By Bridget Altman
On Friday October 23, I was given the opportunity by San Diego Whale Watch to go on a whale watching boat, The Privateer, and observe sharks. Seems a little strange, I know, but recently, the boat has been reporting sightings of hammerhead sharks, mobula rays, and even a whale shark! This is an El Niño year, meaning warmer waters from the tropics are moving up along the Southern California Bight. El Niño is responsible for a lot of animals being spotted outside of their usual range. Victoria Vasquez of Moss Landing Marine Lab is working on a citizen science project to collect data about the appearance of hammerheads in the Southern California Bight. She asked me to help her collect data by going on as many boats as possible and recording whatever I could about the sharks found.
Though I did not see any sharks on my excursion, I saw something even more unexpected. I was standing on the top deck with Cristin Kelly, the captain with San Diego Whale Watch, chatting about our mutual fondness for sea lions when she stopped mid-sentence and called out “Mylar Fish, 10 o’clock”.
My first reaction was, “a mylar fish, I’ve never heard of that, I guess I need to brush up on my fish guide”. But then I realized, it was Cristin’s code for a balloon. Jeremy, the lead naturalist on board, grabbed a long pole with a hook on the end, and headed to the port side of the ship. As Jeremy proceeded to pull the Disneyland balloon out of the water, another naturalist got on the loudspeaker explained the threats balloons pose to our oceans. This happened again with a birthday balloon about thirty minutes later.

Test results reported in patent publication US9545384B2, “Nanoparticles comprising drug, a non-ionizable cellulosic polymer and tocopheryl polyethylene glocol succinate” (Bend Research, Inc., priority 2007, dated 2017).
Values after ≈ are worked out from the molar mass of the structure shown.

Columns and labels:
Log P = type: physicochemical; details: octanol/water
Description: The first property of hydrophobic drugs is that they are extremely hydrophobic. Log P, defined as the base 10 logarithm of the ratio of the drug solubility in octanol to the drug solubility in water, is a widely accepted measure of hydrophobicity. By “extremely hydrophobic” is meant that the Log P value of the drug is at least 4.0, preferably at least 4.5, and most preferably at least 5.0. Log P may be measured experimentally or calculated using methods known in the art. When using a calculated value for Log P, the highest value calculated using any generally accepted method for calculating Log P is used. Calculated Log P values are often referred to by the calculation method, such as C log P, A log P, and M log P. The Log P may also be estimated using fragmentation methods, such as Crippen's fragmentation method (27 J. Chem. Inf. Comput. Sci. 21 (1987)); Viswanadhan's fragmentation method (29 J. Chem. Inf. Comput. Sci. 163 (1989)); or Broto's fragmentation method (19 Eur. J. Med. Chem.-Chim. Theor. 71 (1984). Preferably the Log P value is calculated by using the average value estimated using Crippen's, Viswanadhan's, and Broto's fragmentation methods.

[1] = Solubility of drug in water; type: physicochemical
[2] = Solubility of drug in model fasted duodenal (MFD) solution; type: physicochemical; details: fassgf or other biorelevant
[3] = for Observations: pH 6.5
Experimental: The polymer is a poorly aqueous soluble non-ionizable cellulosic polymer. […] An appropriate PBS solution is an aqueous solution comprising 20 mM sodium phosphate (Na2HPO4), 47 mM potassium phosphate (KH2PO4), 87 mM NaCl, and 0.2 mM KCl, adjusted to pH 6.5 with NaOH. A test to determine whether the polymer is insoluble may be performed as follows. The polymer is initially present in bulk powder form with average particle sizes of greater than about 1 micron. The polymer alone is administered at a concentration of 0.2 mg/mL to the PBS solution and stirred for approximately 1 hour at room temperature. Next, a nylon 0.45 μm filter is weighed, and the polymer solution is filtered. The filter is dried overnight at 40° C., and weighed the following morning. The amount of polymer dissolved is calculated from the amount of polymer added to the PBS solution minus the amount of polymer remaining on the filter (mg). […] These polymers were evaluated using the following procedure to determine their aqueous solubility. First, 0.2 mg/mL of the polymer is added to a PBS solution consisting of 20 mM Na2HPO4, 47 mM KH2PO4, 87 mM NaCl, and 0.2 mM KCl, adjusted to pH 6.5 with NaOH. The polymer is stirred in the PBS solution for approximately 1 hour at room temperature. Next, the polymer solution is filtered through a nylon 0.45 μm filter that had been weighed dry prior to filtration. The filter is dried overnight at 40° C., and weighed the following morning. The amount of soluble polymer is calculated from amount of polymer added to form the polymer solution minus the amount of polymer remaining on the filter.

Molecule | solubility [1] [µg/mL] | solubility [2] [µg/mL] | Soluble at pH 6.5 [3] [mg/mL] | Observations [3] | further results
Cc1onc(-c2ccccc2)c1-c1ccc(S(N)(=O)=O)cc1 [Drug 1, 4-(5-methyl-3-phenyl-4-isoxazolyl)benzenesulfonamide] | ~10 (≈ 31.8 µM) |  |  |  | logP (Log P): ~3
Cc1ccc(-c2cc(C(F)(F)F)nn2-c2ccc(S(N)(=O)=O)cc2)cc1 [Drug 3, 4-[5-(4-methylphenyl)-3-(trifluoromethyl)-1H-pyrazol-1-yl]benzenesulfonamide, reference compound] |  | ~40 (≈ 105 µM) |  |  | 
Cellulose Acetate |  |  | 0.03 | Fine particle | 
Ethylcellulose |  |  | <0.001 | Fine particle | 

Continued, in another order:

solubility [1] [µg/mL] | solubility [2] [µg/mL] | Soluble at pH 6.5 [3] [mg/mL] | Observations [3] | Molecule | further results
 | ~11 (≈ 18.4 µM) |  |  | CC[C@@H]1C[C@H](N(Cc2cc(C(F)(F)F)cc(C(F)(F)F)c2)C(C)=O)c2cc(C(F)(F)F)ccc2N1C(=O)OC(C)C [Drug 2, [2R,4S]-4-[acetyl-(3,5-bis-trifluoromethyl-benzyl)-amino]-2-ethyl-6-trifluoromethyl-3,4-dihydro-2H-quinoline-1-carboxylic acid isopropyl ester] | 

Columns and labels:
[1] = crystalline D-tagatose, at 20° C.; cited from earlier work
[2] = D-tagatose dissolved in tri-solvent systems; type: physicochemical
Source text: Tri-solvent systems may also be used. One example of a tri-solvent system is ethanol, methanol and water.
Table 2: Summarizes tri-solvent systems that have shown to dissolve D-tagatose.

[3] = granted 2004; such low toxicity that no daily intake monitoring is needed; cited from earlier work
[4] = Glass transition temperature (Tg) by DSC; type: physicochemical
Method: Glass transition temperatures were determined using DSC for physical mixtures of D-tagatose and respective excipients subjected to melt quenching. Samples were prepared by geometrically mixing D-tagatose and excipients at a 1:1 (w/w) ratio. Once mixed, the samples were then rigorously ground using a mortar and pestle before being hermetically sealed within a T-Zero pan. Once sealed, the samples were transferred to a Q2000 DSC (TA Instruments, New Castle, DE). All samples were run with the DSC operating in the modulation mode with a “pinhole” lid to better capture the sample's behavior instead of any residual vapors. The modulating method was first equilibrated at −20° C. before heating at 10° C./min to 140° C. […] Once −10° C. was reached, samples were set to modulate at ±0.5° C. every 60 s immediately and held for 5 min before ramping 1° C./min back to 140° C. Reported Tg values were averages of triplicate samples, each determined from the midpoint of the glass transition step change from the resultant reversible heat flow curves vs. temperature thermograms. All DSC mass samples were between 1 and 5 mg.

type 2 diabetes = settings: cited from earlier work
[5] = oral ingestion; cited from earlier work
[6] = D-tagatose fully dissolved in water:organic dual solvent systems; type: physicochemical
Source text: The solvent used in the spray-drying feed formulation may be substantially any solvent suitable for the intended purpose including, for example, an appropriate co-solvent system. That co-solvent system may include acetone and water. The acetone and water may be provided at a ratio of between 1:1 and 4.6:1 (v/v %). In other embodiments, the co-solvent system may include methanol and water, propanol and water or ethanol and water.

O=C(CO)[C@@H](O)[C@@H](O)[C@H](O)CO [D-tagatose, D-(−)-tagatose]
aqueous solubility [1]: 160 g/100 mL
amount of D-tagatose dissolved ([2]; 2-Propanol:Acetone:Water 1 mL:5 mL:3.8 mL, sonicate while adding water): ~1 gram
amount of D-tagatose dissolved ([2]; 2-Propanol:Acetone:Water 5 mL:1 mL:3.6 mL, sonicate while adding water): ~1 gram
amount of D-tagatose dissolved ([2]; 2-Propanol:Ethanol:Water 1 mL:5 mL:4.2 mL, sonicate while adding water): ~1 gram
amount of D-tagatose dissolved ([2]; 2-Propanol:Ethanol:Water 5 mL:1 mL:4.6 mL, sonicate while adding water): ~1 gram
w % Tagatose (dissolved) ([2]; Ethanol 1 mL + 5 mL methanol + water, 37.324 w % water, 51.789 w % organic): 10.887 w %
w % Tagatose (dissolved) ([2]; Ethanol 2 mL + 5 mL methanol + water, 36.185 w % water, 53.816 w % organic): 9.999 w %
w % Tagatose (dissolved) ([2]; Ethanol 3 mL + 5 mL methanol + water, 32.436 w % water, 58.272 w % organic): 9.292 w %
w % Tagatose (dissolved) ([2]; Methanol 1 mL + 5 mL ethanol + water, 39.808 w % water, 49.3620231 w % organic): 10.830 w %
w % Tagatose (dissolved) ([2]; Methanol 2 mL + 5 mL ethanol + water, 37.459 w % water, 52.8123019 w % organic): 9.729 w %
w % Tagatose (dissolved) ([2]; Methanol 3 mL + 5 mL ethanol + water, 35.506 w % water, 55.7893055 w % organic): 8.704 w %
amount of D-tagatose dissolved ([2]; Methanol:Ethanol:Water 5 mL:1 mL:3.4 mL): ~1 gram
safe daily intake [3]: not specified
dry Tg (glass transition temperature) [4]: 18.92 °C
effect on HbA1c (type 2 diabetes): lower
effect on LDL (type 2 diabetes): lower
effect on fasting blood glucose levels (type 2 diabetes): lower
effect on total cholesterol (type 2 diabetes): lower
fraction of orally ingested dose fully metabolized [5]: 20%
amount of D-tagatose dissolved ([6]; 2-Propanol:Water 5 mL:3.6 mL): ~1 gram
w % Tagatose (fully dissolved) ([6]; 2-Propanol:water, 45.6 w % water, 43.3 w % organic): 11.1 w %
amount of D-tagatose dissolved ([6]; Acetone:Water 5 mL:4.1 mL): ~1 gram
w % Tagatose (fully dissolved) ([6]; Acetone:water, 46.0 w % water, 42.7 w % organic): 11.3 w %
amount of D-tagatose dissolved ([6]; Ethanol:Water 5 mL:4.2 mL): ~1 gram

Many sea animals fatally ingest these balloons, as the balloons block the intestinal tracts of the animals, causing them to become malnourished and starve to death. Sea turtles are especially at risk since balloons look like jellyfish, a sea turtle’s favorite treat. When a balloon is released in the air, it floats up and will eventually start to deflate; often winding up in the oceans. Mylar balloons persist in the water for years without biodegrading. Ultimately the balloon could end up circulating within an ocean gyre, threatening sea life along its path.
The 100 passengers on board The Privateer got to witness firsthand the impact balloons can have in the oceans. They can now share this experience with their friends, and spread the word about why balloons shouldn’t be released in the air. While balloons remain one of the primary ocean polluters, environmentally friendly citizens and groups like San Diego Whale Watch can make a difference by pulling balloons out of the ocean and disposing of them properly.
By the way: We also got to see a humpback whale breach consistently for about 35 minutes. This behavior is not typically seen from Humpback Whales off the coast of San Diego. It makes for an awesome photo opp.
To learn more:
- Check out San Diego Whale Whatch’s recent sightings
- Make a promise to never let balloons go
- Report hammerhead sightings in Southern California
Bridget Altman is a graduate student at Scripps Institution of Oceanography studying Marine Biodiversity and Conservation. She hopes to help the world understand the importance of ocean stewardship. She has a passion for all ocean creatures, specifically apex predators. She ultimately wants to become a PR agent for sharks.
Copyright © 2015 by Marine Science Today, a publication of Marine Science Today LLC.